Electric field at the center of a Charged Circular Arc

Note : when the lines are red - the applet is calculating the electric field .. wait a second for it to finish.

[Also, this is not a "perfect" simulation - using point charges instead of a uniform "charge/unit length" arc gives us the right conceptual picture, but this is meant only for the concepts, not the exact calculations.]

Introduction : This applet illustrates the Electric field at the center of a circle, assuming that part of the circle is charged (a charged "arc" of the circle). We simulate the charged arc with a collection of point charges around the arc. We can increase the angle of the charged arc (really the "half angle" from the horizontal axis to above and below the axis (with 90 degrees creating a half circle).

Note : The simulation starts with just one charge - and the initial electric field at the center is just the Electric field of a point charge.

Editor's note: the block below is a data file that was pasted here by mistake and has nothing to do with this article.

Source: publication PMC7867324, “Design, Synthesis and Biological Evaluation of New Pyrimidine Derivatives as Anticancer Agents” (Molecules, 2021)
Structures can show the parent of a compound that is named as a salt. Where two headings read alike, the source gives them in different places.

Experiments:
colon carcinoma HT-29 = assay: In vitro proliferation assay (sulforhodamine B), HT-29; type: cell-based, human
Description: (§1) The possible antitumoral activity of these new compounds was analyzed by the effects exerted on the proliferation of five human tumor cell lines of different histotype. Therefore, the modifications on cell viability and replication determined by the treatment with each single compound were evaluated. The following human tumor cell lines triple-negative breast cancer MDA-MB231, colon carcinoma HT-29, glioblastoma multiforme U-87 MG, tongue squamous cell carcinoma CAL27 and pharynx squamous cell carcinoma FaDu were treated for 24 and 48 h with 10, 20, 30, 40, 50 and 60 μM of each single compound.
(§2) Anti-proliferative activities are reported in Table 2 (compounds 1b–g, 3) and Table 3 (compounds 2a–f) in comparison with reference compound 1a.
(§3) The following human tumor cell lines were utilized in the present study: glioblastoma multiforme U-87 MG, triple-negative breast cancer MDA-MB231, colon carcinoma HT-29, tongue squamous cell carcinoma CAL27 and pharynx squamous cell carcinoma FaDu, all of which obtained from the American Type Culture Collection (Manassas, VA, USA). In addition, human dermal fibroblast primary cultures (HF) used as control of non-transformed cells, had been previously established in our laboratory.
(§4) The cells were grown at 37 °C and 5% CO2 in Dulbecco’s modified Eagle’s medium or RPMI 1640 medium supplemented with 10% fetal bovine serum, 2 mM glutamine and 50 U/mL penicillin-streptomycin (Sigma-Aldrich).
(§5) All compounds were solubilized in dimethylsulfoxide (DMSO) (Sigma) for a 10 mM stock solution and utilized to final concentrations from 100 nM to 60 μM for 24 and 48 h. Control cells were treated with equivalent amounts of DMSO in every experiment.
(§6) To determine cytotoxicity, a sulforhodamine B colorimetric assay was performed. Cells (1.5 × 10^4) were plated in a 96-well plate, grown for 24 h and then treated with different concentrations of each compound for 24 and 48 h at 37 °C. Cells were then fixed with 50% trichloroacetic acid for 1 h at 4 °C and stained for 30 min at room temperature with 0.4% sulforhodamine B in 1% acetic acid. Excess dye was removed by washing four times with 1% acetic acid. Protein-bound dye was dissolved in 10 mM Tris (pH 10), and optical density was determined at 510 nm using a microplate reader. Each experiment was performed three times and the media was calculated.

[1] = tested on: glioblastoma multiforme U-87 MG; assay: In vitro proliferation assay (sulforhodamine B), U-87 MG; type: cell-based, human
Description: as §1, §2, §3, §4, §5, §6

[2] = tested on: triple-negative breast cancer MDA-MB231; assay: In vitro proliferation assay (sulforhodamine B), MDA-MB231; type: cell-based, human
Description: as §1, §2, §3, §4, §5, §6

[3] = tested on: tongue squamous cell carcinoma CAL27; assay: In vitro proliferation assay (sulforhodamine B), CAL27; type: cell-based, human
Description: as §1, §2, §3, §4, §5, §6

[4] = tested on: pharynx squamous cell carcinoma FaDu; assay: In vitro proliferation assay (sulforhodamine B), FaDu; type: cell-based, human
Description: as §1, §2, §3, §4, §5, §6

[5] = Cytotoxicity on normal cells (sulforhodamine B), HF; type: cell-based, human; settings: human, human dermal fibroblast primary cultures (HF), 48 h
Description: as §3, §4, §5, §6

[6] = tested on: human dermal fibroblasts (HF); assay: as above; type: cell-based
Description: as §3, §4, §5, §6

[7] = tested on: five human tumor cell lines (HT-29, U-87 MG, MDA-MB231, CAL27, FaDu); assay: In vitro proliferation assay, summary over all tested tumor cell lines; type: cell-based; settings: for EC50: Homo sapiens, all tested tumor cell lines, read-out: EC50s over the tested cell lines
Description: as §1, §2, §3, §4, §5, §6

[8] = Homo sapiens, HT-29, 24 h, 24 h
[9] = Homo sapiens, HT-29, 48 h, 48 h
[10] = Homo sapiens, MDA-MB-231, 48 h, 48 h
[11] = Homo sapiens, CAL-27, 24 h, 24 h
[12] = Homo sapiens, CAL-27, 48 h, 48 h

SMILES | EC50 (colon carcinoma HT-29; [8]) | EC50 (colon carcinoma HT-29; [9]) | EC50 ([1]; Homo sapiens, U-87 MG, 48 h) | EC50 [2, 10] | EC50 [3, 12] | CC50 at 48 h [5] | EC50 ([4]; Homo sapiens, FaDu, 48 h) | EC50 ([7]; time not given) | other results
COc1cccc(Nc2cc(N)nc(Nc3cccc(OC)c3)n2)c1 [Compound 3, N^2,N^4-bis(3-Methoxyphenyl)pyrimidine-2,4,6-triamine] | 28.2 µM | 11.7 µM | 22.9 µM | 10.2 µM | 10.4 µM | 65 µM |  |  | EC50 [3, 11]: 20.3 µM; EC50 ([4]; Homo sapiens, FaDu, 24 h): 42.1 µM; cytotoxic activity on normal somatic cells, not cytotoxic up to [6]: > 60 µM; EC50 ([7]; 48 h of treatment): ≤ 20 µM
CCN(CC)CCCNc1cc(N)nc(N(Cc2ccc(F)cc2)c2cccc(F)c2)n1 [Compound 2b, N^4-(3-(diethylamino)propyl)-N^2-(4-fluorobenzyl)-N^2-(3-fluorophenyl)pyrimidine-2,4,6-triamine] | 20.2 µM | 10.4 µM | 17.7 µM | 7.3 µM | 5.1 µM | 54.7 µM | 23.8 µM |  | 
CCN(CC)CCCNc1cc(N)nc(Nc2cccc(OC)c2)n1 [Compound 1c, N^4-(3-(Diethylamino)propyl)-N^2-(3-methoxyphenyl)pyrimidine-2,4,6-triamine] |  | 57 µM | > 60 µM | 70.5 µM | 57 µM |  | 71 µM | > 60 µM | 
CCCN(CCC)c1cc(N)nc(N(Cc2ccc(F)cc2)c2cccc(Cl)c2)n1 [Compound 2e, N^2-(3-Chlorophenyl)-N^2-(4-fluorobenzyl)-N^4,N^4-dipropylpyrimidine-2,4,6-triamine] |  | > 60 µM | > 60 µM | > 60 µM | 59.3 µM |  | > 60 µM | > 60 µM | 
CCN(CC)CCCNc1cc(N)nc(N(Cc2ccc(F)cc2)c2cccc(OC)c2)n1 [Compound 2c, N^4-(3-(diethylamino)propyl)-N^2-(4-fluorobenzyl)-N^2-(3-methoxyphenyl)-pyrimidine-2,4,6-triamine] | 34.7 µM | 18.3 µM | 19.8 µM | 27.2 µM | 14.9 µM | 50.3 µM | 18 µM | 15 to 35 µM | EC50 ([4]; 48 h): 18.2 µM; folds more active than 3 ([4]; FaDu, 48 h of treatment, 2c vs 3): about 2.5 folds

Set the arc "half angle" :
      Angle (degrees) =    

We can see what the electric field at the center is (keep in mind that this value is really E/k) :

Questions :
a) What happens as we increase the angle, the field at the center increases, right ... what about if the angle is greater than 90 degrees, the E field goes down? Why?
b) Notice the first charge creates an E field of 0.1 (=0.225/(1.5)2) .. and the first three create a field of 0.3 .. but the first 5 create a field of only 0.48 (less than the 0.5 expected) - why is this?

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